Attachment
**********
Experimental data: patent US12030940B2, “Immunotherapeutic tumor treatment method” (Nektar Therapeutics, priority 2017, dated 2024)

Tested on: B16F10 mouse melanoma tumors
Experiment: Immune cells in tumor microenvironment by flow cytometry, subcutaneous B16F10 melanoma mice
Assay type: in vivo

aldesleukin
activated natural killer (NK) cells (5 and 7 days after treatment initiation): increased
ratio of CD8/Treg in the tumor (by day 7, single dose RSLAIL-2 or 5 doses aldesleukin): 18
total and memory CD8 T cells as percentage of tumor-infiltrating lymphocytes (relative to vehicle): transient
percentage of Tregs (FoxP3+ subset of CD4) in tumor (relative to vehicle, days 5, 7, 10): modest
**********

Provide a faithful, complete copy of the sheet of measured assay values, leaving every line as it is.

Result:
Experimental data: patent US12030940B2, “Immunotherapeutic tumor treatment method” (Nektar Therapeutics, priority 2017, dated 2024)

Tested on: B16F10 mouse melanoma tumors
Experiment: Immune cells in tumor microenvironment by flow cytometry, subcutaneous B16F10 melanoma mice
Assay type: in vivo

aldesleukin
activated natural killer (NK) cells (5 and 7 days after treatment initiation): increased
ratio of CD8/Treg in the tumor (by day 7, single dose RSLAIL-2 or 5 doses aldesleukin): 18
total and memory CD8 T cells as percentage of tumor-infiltrating lymphocytes (relative to vehicle): transient
percentage of Tregs (FoxP3+ subset of CD4) in tumor (relative to vehicle, days 5, 7, 10): modest